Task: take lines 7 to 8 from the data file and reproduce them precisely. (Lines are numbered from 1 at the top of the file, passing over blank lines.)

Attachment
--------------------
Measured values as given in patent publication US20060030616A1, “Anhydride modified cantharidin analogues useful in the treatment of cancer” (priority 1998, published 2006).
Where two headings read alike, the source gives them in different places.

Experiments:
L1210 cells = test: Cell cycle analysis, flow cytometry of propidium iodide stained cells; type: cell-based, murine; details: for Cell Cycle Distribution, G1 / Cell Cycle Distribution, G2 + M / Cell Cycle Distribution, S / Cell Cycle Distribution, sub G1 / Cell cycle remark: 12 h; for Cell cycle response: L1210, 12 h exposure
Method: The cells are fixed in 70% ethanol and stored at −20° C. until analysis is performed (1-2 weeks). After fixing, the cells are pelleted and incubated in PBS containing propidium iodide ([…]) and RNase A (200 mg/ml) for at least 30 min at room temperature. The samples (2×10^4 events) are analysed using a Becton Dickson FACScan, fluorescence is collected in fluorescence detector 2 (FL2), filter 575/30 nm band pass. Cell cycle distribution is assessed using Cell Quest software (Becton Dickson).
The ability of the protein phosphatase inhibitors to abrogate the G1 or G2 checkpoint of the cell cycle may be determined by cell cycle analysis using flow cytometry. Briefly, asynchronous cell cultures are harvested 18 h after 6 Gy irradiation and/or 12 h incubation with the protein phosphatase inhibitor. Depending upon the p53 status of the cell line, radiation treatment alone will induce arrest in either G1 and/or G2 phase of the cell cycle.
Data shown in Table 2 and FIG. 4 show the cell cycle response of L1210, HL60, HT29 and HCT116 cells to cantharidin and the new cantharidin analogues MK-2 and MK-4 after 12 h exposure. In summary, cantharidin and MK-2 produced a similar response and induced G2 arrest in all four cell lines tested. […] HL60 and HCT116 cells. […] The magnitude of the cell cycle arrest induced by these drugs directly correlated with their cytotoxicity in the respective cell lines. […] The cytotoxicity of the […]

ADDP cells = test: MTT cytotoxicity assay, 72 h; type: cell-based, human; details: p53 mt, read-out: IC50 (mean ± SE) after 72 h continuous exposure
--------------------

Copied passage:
Data shown in Table 2 and FIG. 4 show the cell cycle response of L1210, HL60, HT29 and HCT116 cells to cantharidin and the new cantharidin analogues MK-2 and MK-4 after 12 h exposure. In summary, cantharidin and MK-2 produced a similar response and induced G2 arrest in all four cell lines tested. […] HL60 and HCT116 cells. […] The magnitude of the cell cycle arrest induced by these drugs directly correlated with their cytotoxicity in the respective cell lines. […] The cytotoxicity of the […]

ADDP cells = test: MTT cytotoxicity assay, 72 h; type: cell-based, human; details: p53 mt, read-out: IC50 (mean ± SE) after 72 h continuous exposure